It’s a long film, but you’ll barely notice.
Fences is based on the Broadway play of the same name, the revival of which in 2010 netted stars Denzel Washington and Viola Davis Tony Awards for their performances, a feat they’re both hoping to repeat at this month’s Oscars. You’ll know the film’s based on a play because, as with any straightforward, fiercely loyal adaptation, you can count the characters on your fingers, as you can the locations.
Set almost entirely in and outside the home of former professional sportsman and now trash collector Troy (Washington) and his wife Rose (Davis), whole scenes are shot as if the Director (Washington on double-duty) had only the theatre’s three walls to set the scene, with the characters intermittently relocating throughout the house or its backyard. The conversion of popular plays a staple of Hollywood, with Alfred Hitchcock’s Rope notoriously offering the audience a singular point of view, various adaptations such as Picnic or A Streetcar Named Desire (both of which share Fences’ honour of the Pulitzer Prize for Drama) made notably better use of space, staging extensive sequences beyond a single setting.
Moreover, each and every scene, as if Washington were still performing on Broadway and had to keep the audience rapt between set changes and the shuffling of furniture, ends with a dramatic flourish or line, awkwardly managed in the guise of cinema which here instead portrays regular, seamless transitions to the exact same household location. Not nearly committing the fatal sins of the 2005 adaptation of The Producers which rendered the film cringeworthy in parts, Fences nevertheless depicts several sequences where characters express themselves all too vociferously for the intimate setting, as if they were trying to reach the very furthest seats in a looming theatre.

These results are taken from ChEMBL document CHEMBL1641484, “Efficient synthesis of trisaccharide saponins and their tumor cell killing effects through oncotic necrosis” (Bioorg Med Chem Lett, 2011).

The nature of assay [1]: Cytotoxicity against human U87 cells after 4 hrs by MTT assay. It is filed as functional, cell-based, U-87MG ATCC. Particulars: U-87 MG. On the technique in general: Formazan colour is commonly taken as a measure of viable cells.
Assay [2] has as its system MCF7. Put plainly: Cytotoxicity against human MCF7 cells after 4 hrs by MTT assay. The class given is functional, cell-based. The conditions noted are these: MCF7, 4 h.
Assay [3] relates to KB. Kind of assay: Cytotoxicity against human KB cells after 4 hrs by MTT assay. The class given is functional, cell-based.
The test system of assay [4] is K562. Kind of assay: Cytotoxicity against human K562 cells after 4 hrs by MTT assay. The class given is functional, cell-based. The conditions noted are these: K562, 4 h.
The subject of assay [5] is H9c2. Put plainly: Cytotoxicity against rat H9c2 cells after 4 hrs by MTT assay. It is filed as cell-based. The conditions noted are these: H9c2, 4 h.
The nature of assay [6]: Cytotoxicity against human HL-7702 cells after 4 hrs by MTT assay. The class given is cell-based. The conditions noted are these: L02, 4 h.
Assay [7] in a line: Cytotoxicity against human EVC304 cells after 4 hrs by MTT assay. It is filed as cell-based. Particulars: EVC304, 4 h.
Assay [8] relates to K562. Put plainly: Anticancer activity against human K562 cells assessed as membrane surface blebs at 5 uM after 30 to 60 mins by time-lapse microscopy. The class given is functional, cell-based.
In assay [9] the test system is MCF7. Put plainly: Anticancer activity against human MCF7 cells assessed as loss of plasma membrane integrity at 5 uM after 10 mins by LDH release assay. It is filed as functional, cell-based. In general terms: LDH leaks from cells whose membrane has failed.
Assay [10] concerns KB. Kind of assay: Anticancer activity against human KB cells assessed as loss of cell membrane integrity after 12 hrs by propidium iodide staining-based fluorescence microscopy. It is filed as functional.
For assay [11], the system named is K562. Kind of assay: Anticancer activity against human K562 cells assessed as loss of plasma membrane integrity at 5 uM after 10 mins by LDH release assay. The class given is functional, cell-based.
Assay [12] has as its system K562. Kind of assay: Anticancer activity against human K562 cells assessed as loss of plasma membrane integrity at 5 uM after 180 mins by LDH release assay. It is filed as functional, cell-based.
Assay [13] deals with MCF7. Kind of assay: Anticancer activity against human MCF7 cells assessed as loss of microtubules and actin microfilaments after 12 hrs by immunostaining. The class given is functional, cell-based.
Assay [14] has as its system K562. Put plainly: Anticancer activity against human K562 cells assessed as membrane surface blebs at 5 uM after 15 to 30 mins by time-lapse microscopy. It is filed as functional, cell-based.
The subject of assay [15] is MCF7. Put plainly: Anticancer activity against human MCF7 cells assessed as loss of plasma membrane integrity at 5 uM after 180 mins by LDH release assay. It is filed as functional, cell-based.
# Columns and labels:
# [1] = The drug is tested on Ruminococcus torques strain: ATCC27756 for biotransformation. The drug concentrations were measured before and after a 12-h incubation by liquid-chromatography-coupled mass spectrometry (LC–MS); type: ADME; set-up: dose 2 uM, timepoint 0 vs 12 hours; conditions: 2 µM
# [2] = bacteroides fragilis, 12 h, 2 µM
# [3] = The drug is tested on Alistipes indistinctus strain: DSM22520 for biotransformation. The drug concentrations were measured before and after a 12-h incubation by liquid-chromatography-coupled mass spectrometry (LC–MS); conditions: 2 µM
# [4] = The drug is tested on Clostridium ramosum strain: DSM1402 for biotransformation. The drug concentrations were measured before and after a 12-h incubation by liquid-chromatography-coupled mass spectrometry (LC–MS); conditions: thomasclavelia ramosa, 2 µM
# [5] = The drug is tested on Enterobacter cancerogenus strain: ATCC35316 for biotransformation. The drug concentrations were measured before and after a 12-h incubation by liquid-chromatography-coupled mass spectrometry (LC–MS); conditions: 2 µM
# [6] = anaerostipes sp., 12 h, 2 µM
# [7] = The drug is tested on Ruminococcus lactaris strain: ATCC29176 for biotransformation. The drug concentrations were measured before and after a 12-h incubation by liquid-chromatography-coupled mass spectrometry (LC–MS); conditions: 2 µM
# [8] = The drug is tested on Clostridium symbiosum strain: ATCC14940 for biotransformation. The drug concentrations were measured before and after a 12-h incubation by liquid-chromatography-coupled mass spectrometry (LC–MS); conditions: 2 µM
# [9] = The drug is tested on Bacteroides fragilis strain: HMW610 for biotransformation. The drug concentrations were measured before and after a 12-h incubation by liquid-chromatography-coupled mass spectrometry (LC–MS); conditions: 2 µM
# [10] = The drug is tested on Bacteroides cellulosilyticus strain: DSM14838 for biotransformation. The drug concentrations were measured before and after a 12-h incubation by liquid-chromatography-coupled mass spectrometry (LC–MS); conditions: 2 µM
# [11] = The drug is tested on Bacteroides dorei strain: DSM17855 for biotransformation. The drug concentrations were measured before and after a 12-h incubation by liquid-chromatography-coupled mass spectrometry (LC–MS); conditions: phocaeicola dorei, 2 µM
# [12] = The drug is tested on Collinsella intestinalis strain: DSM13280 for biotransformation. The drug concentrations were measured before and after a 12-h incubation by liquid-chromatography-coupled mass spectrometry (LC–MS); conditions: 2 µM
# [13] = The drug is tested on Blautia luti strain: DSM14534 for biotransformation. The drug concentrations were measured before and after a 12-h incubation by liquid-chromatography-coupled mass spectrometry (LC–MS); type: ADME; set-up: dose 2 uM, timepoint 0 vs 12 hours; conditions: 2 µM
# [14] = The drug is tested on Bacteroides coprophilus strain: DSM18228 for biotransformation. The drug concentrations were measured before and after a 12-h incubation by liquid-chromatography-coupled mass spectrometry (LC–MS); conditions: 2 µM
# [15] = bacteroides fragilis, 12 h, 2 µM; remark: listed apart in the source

Having said that, Washington and Davis together absolutely knock it out of the park. Washington commands most of our attention in one of his best performances to date, whether its confronting the demons of his past or clashing with his two sons who can’t always stand to be around him. Loud and captivating for Fences’ length, it’s still Davis, conversely quieter and with a fraction of the dialogue, who has the biggest impact and whom you will not doubt remember after leaving the cinema.
Owning each of several emotionally-laden sequences, her unshowy demeanour and practised slightness have all the power of a sledgehammer, delivering her lines as Clark Gable proffered his infamous quip at the end of Gone with the Wind, with enough subtleness to drain the room beyond recognition of all else.
Heavy on dialogue in parts for a medium reliant more on showing, not telling, Fences‘ adaptation, if entrancing, will more than anything else make you want to go out and catch the play and hope beyond hope that the exceptionally talented pair one day reprise their roles on stage.
Fences is in cinemas from February 9